It was four o'clock in the morning, when, wondering at the superb figure I made in my gay attire, I approached the river side at Lambeth, near the Waterman's Arms, to seek the barge engaged for the " gentlemen of the press.” I found it; but learned that the time fixed upon for starting was full early, as the barge was aground, and it wanted an hour to ihe period of the tide at which we could move.
The day was then just breaking, and one or two of those only
whom I expected to meet had arrived. We were accommodated with a seat in the cabin of the Lord Mayor's barge, which lay there, till our own could be got off. At that early hour the guns had begun to fire, and the bells to ring, which they continued to do without intermission through the whole of the day.
The tide came up, and our bark at length floated. The voyage to Waterloo Bridge was on the point of being commenced, when, putting my hand in my pocket, I discovered with horror that my card of admission was not there. Had the “ crack of doom” been announced in that awful moment, I could hardly have known more .consternation than I now experienced. My home was distant at least three quarters of a mile. To go and return I had to pass over a mile and a half of ground. No hackney-coach was then to be found, and public cabs were at that period unborn. If I went home for my card, it was necessary that I should go and come on foot ; and before I cou'do this, I had reason to fear that the tide, and my companions who had been waiting for it, relentless as Old Time himself, would have carried away “the vessel of my hope,” which I had no expectation of being able to follow, to overtake, or to meet. On the other hand, to go with the barge, having no ticket to produce, would be useless, as I could anticipate no result but being turned back, while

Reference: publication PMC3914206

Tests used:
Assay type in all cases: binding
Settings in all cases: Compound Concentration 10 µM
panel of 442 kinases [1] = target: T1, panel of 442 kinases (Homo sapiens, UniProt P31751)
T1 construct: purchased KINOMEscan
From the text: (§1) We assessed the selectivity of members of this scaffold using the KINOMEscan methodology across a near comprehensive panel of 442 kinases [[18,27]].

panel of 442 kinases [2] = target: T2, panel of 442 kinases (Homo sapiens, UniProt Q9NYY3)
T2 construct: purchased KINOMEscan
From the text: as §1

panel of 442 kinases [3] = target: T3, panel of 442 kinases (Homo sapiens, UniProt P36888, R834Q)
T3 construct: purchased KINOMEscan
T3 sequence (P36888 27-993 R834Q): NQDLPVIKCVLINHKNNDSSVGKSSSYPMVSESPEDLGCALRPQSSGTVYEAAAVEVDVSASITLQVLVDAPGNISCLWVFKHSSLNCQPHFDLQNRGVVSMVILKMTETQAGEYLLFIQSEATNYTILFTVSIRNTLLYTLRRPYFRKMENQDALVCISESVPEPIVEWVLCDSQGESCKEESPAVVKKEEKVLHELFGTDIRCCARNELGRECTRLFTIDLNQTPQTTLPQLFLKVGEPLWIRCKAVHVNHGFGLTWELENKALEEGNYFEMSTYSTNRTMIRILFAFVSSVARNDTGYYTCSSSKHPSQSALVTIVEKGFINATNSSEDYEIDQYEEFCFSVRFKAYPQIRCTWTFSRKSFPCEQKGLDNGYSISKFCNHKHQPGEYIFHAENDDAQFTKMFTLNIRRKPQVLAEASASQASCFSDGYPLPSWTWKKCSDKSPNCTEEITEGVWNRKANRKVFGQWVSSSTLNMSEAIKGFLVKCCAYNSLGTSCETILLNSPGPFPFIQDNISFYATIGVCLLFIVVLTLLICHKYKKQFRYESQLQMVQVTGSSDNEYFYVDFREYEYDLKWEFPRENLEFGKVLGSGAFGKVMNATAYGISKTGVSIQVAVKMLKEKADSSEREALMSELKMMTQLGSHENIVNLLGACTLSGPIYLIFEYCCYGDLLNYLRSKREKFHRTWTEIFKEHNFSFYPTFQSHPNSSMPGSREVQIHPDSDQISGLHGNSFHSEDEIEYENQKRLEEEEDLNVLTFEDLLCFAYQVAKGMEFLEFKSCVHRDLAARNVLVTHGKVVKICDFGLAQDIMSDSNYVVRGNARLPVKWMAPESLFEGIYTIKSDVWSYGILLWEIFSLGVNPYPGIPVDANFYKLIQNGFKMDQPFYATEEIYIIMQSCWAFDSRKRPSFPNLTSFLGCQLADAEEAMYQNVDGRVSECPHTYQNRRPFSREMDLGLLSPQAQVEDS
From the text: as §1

friends were admitted. I had no alternative but to recover my card at the risk of losing the opportunity of using it, or to save my passage and lose my place. Whichever course I took the danger was great. As my mind fidgeted from one to the other alternative I felt that it was
"Only change of pain, A bítter change securer to secure;' but, desiring to choose the smaller of two evils, as, in the one case I had some chance of saving my distance, and, in the other, so it appeared to me, must of necessity be excluded from beholding what I had coveted to see, I did not hesitate long, but started for my home, having requested my friends not to move till my return, and received from them an equivocal assurance that they would attend to my request if I did not detain them too long.
Off I went in great haste, with the best disposition in the world to run, but so hampered with my sword dangling by my side, and my cocked hat—which was not the best fit in the world—tottering on my head, that I could not advance much faster than at my ordinary walking-pace. Under the most favourable circumstances I had abundant reason to dread that before I could travel a mile and a half my intended companions would proceed on their way; but I had another reason for being alarmed. Lest I should oversleep my. self, or to see Mr. H. T. in his court-dress, all the inmates of my house had remained out of their beds. I judged that they would be too happy at my exit to betake themselves to their repose. To with draw them from the arms of Morpheus would, as I feared, be a work of time, however vigorously I might agitate the knocker.
But I had the happiness to find this conjecture unfounded. The moment I entered the street in which my residence was situate, to my infinite comfort I saw a friend posted at the door, my card having been found,
awaiting my return. She-for it was a lady—ad. yanced to meet me, and with breathless eagerness I clutched the